exchange of molecules between neighboring cells (Cheval and Faulkner 2018). To date, whether F. graminearum modulates its host plasmodesmata for successful penetra- tion and/or cell-to-cell movement remains to be dissected. Furthermore, there has not been a consensus about the biotrophic lifestyle of F. graminearum during the initial stages of host colonization (Jansen et al. 2005; Trail 2009; Brown et al. 2010; Kazan et al. 2012). Brown et al. (2010) found no indication of necrotrophy at those stages after infection as the advancing F. grami- nearum hyphae remained in the intercellular space of the wheat rachis cells before subsequent intracellular growth, which leads to cell death and necrosis. How- ever, another group found that as soon as the pathogen enters the cytosol of the epicarp cells in both barley and wheat, plant cell death is induced, suggesting the absence of biotrophic lifestyle of the fungus at that stage (Jansen et al. 2005). In the present study, we first demonstrated by live cell imaging that the first- and later-invaded wheat coleoptile cells were still alive after colonization by F. graminearum (Fig. 4). To further confirm this, we stained these cells with FM4–64 and found that the biotrophic invasive hyphae of the fungus were separately sealed within a plant membrane as they colonized the living plant cells (Fig. 5). In addition, we demonstrate that the invasion pegs of the hyphae ex- perience extreme constriction as they pierce the wheat cell walls (Figs. 3 and 4), which is a typical feature of biotrophic growth. Our results are consistent with an extended biotrophic invasion strategy reported in rice blast disease (Kankanala et al. 2007). This is also in line with a previous study which affirmed that F. grami- nearum initiates infection of coleoptiles using covert penetration strategies (Zhang et al. 2012).
12 Read more
timally benefit from the host milieu and withstand stress condi- tions it may encounter. In return, infection alters the structure and integrity of the ciliated bronchial epithelium, a condition that is coupled to immune modulators, leading to the onset of disease. Here, we present a valuable data resource that informs the regu- lation of the majority of NTHi genomic determinants under con- ditions that mimic the first stages of bacterial infection. However, one limitation of our study is that the dynamics of the events may affect the transcriptome evaluation. Indeed, during each time point, bacteria exist in different cell cycle states and cellular local- izations, while eukaryotic cells are exposed to a different number of bacteria, resulting in a mixed population of transcripts that is averaged by the analysis. Nevertheless, the proposed model allows a plausible assessment of gene modulation during NTHi infection of human mucosae. Importantly, we observed that a significant portion of the highly upregulated genes were annotated as having an unknown function or no clear cellular localization of their products. Therefore, our attempt to reproduce a temporal infec- tion model could be taken as a unique opportunity to disclose new factors that may act as important players in NTHi pathogenesis. Using this approach to monitor the expression dynamics of viru- lence factors in real time represents a novel tool to complement classical screening procedures used for NTHi vaccine discovery, with a potential application to other bacterial pathogens.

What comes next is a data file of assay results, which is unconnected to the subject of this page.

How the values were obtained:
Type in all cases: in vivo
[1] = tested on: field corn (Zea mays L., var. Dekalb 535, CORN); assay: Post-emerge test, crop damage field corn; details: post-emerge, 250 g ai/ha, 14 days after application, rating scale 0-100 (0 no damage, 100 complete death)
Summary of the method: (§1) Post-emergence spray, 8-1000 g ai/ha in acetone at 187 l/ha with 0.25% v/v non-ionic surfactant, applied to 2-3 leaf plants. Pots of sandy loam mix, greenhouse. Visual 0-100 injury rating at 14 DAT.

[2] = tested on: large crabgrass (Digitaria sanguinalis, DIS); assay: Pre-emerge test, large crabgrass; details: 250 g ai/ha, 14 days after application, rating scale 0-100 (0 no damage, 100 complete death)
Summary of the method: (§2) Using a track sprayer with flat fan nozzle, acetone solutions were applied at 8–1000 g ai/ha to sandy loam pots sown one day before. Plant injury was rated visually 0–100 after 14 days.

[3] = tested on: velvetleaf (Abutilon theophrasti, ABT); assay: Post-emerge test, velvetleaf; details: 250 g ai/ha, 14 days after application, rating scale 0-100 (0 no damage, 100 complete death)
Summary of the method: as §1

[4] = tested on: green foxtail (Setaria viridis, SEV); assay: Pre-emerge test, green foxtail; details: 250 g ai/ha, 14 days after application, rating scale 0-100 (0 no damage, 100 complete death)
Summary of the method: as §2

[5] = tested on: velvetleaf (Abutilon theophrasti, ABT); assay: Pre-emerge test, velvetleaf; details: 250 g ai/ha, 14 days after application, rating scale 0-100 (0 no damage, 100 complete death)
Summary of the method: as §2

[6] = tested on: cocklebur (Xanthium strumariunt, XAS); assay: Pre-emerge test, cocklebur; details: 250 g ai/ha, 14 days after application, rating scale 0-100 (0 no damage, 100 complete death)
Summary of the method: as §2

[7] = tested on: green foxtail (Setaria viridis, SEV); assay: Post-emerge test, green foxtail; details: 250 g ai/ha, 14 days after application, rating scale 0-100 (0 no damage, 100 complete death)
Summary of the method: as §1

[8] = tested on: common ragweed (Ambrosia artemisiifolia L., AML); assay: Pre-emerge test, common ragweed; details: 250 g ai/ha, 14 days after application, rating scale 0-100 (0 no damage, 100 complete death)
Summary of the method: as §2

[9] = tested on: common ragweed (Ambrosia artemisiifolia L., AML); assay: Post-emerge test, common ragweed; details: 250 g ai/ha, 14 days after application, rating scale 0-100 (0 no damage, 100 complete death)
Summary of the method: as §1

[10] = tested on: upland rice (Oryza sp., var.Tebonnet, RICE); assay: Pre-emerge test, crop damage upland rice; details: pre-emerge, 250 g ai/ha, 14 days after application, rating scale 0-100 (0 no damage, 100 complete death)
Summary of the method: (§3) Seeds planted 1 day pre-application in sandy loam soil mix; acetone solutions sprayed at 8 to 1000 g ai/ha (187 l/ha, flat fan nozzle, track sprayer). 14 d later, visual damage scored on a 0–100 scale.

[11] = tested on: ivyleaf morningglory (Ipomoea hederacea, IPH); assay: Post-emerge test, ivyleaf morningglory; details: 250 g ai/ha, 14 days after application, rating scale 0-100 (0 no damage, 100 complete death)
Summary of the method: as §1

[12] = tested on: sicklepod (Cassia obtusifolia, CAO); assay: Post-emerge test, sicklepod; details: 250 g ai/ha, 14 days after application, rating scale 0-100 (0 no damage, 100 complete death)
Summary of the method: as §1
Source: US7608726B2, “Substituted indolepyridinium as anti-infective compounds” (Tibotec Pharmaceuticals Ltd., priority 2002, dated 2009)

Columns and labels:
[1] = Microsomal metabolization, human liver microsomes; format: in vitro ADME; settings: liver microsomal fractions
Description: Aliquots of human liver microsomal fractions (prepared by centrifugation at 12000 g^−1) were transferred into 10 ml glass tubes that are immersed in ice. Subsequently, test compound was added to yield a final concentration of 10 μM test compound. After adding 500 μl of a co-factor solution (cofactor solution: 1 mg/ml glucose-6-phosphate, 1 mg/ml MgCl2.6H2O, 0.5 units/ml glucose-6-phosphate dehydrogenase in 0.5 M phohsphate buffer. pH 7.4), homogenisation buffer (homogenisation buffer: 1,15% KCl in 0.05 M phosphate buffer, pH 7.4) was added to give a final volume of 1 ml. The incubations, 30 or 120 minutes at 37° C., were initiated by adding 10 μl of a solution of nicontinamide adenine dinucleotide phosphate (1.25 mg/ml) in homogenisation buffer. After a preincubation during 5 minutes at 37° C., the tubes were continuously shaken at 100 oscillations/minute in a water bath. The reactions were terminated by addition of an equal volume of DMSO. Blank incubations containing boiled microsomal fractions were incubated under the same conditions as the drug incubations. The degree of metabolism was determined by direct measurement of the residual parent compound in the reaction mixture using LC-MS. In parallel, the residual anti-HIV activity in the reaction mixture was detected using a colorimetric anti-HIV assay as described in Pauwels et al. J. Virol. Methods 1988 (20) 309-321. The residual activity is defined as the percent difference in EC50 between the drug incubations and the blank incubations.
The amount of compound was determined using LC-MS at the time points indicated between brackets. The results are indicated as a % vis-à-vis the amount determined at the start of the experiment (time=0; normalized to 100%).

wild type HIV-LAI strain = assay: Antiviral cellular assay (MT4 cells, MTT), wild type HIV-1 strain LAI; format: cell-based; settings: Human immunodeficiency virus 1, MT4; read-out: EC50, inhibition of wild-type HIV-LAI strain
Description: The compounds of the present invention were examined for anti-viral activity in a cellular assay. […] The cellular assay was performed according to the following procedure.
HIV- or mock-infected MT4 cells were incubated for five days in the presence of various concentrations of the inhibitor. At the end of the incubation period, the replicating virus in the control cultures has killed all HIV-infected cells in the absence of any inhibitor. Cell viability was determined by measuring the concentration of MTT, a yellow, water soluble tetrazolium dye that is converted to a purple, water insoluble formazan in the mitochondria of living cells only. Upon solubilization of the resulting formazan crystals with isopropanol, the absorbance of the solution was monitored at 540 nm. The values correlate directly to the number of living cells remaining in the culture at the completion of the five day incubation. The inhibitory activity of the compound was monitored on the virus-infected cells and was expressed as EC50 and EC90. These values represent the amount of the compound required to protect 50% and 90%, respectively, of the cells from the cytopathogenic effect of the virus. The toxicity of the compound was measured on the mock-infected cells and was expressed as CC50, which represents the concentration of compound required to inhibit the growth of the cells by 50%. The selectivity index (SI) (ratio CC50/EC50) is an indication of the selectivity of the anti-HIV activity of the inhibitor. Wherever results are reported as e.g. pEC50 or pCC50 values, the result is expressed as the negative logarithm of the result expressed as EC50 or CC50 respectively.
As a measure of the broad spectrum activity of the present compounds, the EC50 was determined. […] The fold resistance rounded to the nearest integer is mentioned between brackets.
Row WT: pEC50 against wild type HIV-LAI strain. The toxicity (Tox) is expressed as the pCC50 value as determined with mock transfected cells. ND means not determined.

14 Read more
It is now well established that during their intracellular life cycle, a fraction of M. tuberculosis bacteria escape the phagosome (20 –22; see reference 23 for review). Thus, increasing numbers of bacteria can be found in the cytosol over time until a threshold is reached and the host cell undergoes necrosis, allowing for exit of M. tu- berculosis (21, 24). The process of host cell necrosis induction involves potentially multiple bacterial effectors and host cell signaling pathways that are only beginning to be understood (3, 8–10). Recently, our group described a hypervirulent M. tuberculosis mutant resulting from the deletion of the gene Rv3167c, a putative member of the tetracycline repressor (TetR)-like family of transcriptional regulators (TFR). Infection of macrophages with the M. tuberculosis Rv3167c deletion (ΔRv3167c mutant) strain resulted in a signiﬁcant increase in phagosomal escape, autophagy, and host cell necrosis compared to wild-type M. tuberculosis-infected cells (25). However, we did not identify the Rv3167c-regulated genes, which are responsible for the observed pheno- types. In the present study, we further investigated the virulence regulation by Rv3167c and uncovered a novel molecular mechanism for the action of PDIM on the host cell.